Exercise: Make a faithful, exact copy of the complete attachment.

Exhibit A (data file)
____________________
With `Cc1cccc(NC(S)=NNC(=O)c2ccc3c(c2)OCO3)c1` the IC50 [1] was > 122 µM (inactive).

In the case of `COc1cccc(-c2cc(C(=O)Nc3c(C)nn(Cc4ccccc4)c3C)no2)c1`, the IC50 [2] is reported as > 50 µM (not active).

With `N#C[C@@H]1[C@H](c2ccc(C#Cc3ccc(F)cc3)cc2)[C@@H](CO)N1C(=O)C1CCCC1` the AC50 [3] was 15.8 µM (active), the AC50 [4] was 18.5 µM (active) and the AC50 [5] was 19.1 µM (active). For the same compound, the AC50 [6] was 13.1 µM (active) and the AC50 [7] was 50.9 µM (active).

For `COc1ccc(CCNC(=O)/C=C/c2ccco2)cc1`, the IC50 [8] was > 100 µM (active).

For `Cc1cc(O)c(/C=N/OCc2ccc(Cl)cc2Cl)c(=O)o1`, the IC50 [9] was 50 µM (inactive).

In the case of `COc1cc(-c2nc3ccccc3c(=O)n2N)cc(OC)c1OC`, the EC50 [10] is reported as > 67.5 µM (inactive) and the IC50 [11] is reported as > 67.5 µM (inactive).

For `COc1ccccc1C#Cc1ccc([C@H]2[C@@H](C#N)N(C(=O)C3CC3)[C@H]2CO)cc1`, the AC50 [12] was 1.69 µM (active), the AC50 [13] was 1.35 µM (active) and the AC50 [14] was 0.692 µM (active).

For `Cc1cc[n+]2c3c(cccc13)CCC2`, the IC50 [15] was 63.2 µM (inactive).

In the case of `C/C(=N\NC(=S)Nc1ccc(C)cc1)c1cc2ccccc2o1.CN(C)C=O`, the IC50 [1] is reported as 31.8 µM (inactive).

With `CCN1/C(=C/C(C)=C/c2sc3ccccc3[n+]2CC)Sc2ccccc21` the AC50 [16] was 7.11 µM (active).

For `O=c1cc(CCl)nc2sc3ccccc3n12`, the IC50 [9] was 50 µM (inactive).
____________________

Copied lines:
With `Cc1cccc(NC(S)=NNC(=O)c2ccc3c(c2)OCO3)c1` the IC50 [1] was > 122 µM (inactive).

In the case of `COc1cccc(-c2cc(C(=O)Nc3c(C)nn(Cc4ccccc4)c3C)no2)c1`, the IC50 [2] is reported as > 50 µM (not active).

With `N#C[C@@H]1[C@H](c2ccc(C#Cc3ccc(F)cc3)cc2)[C@@H](CO)N1C(=O)C1CCCC1` the AC50 [3] was 15.8 µM (active), the AC50 [4] was 18.5 µM (active) and the AC50 [5] was 19.1 µM (active). For the same compound, the AC50 [6] was 13.1 µM (active) and the AC50 [7] was 50.9 µM (active).

For `COc1ccc(CCNC(=O)/C=C/c2ccco2)cc1`, the IC50 [8] was > 100 µM (active).

For `Cc1cc(O)c(/C=N/OCc2ccc(Cl)cc2Cl)c(=O)o1`, the IC50 [9] was 50 µM (inactive).

In the case of `COc1cc(-c2nc3ccccc3c(=O)n2N)cc(OC)c1OC`, the EC50 [10] is reported as > 67.5 µM (inactive) and the IC50 [11] is reported as > 67.5 µM (inactive).

For `COc1ccccc1C#Cc1ccc([C@H]2[C@@H](C#N)N(C(=O)C3CC3)[C@H]2CO)cc1`, the AC50 [12] was 1.69 µM (active), the AC50 [13] was 1.35 µM (active) and the AC50 [14] was 0.692 µM (active).

For `Cc1cc[n+]2c3c(cccc13)CCC2`, the IC50 [15] was 63.2 µM (inactive).

In the case of `C/C(=N\NC(=S)Nc1ccc(C)cc1)c1cc2ccccc2o1.CN(C)C=O`, the IC50 [1] is reported as 31.8 µM (inactive).

With `CCN1/C(=C/C(C)=C/c2sc3ccccc3[n+]2CC)Sc2ccccc21` the AC50 [16] was 7.11 µM (active).

For `O=c1cc(CCl)nc2sc3ccccc3n12`, the IC50 [9] was 50 µM (inactive).